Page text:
I’ve always wondered a couple different aspects of lettering. 1. Why are some words bolded? 2. Why is some lettering good, and some bad? 3. What are some examples of good and bad lettering?
Good lettering: Not the 90s.
Bad lettering: The 90s.
Whenever I make the mistake of venturing back to the Bush Sr./Clinton era, my eyes are reminded of the pain and eye-strain that is 90s lettering.
Legible (John Costanza, Batman: Son of the Demon, 1987):
Eyesore (Albert DeGuzman, Adventures of Superman #499, 1992):
But yeah, the random bold and italic words can get annoying in any era.
I hate it when they do lettering trying to look like a character is writing it. Like here,
it takes much longer for me to read this. If I try and read at my normal speed I end up getting some of the words wrong and get confused.
Bad lettering: Carmen Sandiego
Only time I ever stopped buying a comic because of the lettering.
So we can easily read the words?
That Carmen Sandiego lettering looks quite lazy. Like someone literally typed in the dialogue, then clicked Save and said “Alright! I can still make Happy Hour at Chili’s, and with time to spare!”.
@AlexanderKnox I can make out that AOS lettering fine. Why don’t you like it?
The lines of text look squished together, the non-italic text still looks too much like italic text, and the bold-italics are so wide that they require my eye to move across them in an almost zig-zag fashion.
Follow up question, what makes good lettering Eisner-award worthy?
Lettering seems like a very simple technical process. It’s certainly possible to screw it up, as AlexanderKnox points out, but it seems weird that it’s not just done digitally by the writer, artist, or editor with a house font. There’s no particular reason that quasi-handwritten look is needed and lettering is usually consistent enough that it could be turned into a font anyway.
As for the bolding of words, I think older books would use it to denote important words. Some writers (like Frank Miller) do it pretty much at random, but generally it’s supposed to indicate words that are emphasized in the sentence as spoken. For example, “That is right,” “That is right,” and “That is right” are all valid readings of the same sentence but carry different meanings, so having the bolding prevents the reader from misunderstanding what the writer/character is trying to communicate.
And fancy fonts are almost never a good idea. Script in particular is illegible.
One thing I find interesting which is what brought this up, is that one of the standard rules of Dawn of X is that all lettering should be a normal sentence. Example “I’m the Red Queen ■■■■■” versus “I’M THE RED QUEEN ■■■■■.” I think it’s interesting.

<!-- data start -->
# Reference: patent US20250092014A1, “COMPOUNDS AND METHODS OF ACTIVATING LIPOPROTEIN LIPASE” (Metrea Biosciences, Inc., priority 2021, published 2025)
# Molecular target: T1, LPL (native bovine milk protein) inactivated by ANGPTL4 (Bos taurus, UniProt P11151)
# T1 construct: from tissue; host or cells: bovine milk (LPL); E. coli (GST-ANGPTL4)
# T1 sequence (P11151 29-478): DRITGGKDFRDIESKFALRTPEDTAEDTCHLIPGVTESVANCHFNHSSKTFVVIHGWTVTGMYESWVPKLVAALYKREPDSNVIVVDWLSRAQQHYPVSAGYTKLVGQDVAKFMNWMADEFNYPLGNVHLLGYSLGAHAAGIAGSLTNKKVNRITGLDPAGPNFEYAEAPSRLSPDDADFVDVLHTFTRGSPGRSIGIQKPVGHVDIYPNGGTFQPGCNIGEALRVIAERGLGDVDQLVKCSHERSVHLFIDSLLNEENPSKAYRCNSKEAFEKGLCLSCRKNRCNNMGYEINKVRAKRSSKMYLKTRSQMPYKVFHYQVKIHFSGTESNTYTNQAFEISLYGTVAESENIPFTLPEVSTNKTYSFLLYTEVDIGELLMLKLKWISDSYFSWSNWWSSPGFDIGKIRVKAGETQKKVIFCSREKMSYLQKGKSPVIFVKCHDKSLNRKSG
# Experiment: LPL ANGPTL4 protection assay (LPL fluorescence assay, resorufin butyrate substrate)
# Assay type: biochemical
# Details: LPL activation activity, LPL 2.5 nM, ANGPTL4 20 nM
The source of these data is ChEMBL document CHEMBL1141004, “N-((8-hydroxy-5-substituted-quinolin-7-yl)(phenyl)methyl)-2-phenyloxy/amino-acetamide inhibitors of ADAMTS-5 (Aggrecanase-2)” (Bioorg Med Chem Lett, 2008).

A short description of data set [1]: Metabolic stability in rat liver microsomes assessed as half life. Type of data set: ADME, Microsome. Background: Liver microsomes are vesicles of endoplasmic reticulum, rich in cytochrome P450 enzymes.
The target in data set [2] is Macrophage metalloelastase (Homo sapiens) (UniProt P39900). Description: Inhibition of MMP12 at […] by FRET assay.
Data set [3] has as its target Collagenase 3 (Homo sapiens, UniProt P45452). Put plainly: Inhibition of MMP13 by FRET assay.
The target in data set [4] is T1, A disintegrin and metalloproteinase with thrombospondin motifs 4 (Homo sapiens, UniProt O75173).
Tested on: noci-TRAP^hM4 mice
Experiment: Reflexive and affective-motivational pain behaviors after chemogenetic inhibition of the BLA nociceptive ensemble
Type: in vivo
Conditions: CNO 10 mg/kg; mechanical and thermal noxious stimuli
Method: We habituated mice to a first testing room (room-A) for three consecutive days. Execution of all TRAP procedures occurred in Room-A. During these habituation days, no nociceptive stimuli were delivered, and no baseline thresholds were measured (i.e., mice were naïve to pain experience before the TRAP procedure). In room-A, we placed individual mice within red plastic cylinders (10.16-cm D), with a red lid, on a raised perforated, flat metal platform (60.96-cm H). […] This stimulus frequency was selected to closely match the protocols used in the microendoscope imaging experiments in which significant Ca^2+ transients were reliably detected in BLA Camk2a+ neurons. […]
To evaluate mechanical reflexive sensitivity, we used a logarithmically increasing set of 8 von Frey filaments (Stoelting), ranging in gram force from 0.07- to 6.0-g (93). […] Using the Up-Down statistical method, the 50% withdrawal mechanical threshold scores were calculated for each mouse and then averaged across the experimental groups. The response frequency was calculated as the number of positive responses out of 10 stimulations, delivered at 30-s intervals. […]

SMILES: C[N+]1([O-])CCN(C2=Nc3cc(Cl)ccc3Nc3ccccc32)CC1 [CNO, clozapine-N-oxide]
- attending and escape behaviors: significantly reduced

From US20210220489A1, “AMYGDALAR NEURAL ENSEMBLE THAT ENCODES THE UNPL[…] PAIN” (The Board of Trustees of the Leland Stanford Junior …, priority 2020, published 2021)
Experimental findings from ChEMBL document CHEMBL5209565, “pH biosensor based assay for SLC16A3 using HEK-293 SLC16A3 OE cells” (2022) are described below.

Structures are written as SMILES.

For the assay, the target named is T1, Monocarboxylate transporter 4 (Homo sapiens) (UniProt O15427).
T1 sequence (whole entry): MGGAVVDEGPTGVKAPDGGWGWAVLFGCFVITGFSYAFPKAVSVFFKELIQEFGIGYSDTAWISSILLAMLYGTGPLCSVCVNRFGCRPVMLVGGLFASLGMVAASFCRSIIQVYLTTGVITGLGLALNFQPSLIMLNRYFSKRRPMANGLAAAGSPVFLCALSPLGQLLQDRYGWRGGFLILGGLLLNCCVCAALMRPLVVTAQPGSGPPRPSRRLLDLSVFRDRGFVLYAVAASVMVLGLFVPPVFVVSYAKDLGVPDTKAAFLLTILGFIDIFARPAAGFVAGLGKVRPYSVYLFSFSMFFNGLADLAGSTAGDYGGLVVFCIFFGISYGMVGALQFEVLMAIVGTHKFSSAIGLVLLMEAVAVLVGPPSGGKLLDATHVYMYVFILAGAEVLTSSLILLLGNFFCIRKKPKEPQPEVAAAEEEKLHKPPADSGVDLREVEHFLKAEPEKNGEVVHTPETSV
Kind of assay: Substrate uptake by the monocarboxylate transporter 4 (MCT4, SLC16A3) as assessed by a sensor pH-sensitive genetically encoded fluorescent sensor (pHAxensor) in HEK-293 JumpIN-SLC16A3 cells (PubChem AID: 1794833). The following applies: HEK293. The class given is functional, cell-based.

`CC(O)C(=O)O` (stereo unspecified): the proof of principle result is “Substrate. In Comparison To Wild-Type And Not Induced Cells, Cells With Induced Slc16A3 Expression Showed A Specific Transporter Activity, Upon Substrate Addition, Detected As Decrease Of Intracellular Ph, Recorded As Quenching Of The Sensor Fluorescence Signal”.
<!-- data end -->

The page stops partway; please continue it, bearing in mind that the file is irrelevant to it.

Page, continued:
Much like fake handwriting, I don’t like lowercase lettering. I’m assuming uppercase was the de facto standard from the old newsprint and the low quality of reproduction, but it still seems easier to read.
I’ve always been a big fan of Stan Sakai’s lettering, and I just found an article explaining what makes it great.
The reason the X-Men titles use it is because you get more space per panel.
Great topic, @Nathan.Payson! I agree with all of the comments in this thread about random italics, capitalization, and “handwriting” fonts. I’ve recently been reading the Kamandi series (absolute classic - highly recommend) and found it such a smooth read with the various uses of formatting and a less is more approach. These panels from Issue #3 depict that healthy balance of image to text ratio and what I feel is the “right way” to convey to the reader exactly what’s going on. (And if you haven’t read Kamandi yet, give it a try!)
Ugh, the liberal use of bolding and italicizing words is SUCH a pet peeve of mine. It makes sentences sound so unnatural. Actual people in the real world don’t actually talk like this.
Alan Moore seems to explore his desire to focus on prose when he presents journal entries as he does in PROVIDENCE at the tail end of each issue, the entires printed in small meticulous script.
In addition to helping create nuance for individual characters and their identity, there’s something about good lettering that can really contribute to the overall “feel” or “tone” of a book. It’s hard to quantify, but it’s definitely there.